Once we'd gotten the chassis set up, I started hacking away at my lap times, taking off 10 seconds in as many laps. I ended the first qualifying session in seventh, just behind former AMA Pro Thunder Champion and 883 SuperTwins front-runner Shawn Conrad. Interestingly, my 2:45 lap times were just 1 second slower than those I turned in a 2007 MotoST race aboard a lighter, more powerful, better-handling Buell XB12R. Still, they were nowhere near those of Eslick, who hustled his Hog around the track a full 6 seconds quicker!

The perennial Road America rainstorms washed out our second qualifying session, so the first-session results determined the starting grid. Race day arrived hot and sunny, and the XR1200 final was the first race of the day. The newly rejuvenated AMA Pro Racing had done an excellent job promoting the event, so the stands and the pit wall were packed. Everyone, it seemed, wanted to see what this new race series would bring. They wanted a show, and they were about to get it.

The start was as wild as a supercross, only everyone was on 530-lb. twins barreling into Turn 1 at 120 mph. The AMA regulars weren't rolling off for anyone. More accustomed to jockeying a desk than playing high-speed bumper pool, I escaped to the outside and learned the first and most important rule of spec racing: Don't give up an inch, because you won't get it back.

I got a reprieve when the race was red-flagged on lap three, after Kyle Wyman's XR1200 oiled down Turn 5, taking out himself and another rider. The problem wasn't a mechanical issue-Wyman's mechanic forgot to safety-wire his oil filter. Still rattled, I was cautious on the restart. Good thing, as three bikes tangled in front of me entering Turn 1 and Paul James hit the ground hard, knocking himself out and drawing a second red flag.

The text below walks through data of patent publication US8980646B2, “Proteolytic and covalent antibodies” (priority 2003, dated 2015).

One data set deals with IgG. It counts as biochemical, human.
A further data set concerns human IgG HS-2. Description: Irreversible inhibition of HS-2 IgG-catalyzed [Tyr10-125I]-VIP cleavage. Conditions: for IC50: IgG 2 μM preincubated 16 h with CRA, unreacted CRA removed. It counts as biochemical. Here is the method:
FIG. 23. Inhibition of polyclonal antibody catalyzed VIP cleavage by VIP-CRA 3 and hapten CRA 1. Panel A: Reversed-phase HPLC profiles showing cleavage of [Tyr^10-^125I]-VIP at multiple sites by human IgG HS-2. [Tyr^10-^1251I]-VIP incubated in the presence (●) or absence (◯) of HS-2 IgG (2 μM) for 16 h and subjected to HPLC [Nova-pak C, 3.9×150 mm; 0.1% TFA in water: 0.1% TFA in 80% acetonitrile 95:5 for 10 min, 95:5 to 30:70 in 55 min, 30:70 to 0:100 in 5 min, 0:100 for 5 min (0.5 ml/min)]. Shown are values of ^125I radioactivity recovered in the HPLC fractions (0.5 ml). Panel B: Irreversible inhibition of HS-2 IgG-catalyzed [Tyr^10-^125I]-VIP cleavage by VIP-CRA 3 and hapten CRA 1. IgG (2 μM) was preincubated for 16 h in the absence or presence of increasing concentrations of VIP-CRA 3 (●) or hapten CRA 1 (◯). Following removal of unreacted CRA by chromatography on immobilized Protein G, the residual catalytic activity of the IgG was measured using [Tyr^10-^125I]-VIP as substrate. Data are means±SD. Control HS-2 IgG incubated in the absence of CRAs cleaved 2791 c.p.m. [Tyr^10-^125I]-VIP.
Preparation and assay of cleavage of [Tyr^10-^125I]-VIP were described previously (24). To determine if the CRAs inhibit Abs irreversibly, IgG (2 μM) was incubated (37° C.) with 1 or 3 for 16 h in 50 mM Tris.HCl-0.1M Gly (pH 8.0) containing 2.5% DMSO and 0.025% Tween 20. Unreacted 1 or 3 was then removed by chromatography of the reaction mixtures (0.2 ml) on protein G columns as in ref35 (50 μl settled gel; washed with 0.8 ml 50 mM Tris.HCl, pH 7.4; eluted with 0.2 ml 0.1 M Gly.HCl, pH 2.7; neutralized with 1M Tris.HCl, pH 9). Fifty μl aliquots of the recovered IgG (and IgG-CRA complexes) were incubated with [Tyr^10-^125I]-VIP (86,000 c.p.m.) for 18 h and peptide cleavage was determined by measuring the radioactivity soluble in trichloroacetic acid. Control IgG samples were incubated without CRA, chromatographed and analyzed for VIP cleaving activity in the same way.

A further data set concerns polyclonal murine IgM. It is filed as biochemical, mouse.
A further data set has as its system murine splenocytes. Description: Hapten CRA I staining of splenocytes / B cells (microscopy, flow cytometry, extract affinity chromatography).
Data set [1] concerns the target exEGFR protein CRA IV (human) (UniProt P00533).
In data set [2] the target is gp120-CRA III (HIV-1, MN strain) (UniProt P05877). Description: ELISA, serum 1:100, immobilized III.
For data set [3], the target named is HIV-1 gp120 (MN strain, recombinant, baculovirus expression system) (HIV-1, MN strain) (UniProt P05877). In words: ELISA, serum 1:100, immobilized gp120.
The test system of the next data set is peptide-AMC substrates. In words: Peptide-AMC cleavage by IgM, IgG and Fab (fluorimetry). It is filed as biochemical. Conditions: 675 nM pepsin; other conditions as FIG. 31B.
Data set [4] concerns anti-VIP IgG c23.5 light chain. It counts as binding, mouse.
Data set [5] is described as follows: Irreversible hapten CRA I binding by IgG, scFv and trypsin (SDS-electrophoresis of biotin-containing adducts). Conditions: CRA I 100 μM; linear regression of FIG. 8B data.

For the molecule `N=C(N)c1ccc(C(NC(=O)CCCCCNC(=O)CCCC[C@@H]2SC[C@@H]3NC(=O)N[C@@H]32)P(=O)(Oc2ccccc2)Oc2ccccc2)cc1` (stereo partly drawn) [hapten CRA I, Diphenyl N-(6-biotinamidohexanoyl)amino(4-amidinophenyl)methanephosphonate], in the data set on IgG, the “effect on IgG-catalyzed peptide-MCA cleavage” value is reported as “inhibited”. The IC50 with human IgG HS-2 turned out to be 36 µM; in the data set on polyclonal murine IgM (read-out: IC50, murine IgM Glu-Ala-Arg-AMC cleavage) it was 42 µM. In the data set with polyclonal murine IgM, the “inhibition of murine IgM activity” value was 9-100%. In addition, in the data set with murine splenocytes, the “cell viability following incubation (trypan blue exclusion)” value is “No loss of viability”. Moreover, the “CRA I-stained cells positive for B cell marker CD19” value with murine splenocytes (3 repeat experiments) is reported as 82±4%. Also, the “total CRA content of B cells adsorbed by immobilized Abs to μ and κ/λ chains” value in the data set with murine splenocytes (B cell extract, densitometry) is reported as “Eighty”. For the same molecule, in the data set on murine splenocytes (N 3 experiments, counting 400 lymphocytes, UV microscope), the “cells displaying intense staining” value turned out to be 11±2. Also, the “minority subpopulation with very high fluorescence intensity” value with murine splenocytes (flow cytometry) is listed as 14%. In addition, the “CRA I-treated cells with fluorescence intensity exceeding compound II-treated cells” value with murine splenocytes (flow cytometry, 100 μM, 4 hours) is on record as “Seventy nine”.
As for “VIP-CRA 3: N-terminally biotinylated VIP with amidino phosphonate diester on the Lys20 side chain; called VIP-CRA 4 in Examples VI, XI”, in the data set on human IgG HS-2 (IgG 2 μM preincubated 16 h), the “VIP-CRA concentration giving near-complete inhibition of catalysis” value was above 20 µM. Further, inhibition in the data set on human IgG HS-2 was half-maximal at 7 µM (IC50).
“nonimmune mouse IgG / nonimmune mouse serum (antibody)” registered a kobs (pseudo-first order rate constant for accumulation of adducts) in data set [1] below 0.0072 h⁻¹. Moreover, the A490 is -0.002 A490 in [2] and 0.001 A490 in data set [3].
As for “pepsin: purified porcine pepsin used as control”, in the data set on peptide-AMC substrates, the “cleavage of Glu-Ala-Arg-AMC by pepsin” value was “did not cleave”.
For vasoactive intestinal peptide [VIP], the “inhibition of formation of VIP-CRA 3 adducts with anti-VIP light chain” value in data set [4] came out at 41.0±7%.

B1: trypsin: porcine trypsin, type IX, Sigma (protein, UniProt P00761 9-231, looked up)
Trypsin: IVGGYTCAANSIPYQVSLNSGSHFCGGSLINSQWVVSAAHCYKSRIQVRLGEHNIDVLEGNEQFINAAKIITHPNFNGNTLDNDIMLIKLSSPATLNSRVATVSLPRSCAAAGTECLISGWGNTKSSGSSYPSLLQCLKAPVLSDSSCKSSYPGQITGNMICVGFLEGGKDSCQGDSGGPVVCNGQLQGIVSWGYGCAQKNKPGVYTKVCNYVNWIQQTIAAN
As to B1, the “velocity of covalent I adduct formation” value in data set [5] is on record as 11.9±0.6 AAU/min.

AMA officials wisely decided to postpone the restart until the end of the day. When we regridded after the final Superbike race, the image of James skidding along the track facedown was still fresh in my mind. I started the third time even more cautiously, and then settled into a rhythm, concentrating on riding smoothly, hitting my marks and staying upright. I was chasing a story, after all, not championship points. I still had some good battles, hunting down and passing 1989 Daytona 200 winner John Ashmead before being passed myself by Joe Rozynski.

The race up front was decidedly more exciting, with GEICO Powersports/Lucas Oil teammates Eslick and Jake Holden swapping the lead at practically every corner, and Stump and the Wyman brothers doing the same just a few seconds back. In the end, Eslick drafted past Holden at the finish line to win by just .055 of a second, and Stump edged out Kyle Wyman by an even closer .025-second margin for the third step on the box. I finished eighth, a satisfactory result, behind seven credible Pros and ahead of another. I even earned a $250 check from the AMA-my first professional race winnings!

The inaugural round of the XR1200 series delivered close, exciting and entertaining racing, just as the organizers had hoped for. The bikes have some handling issues to resolve, but these dirt-track-inspired Sportsters aren't out of place at a roadrace track. Certainly the fans in Wisconsin enjoyed seeing these archetypal sportbikes on-track, and more than one commented on how awesome it was to hear the pack of 10 V-twins thundering down the tree-lined straightaways. Just imagine if there had been 20 or 30!

The XR1200 series debut displayed potential and promise everywhere, except concerning my budding Pro roadracing career. I'll definitely be keeping my day job.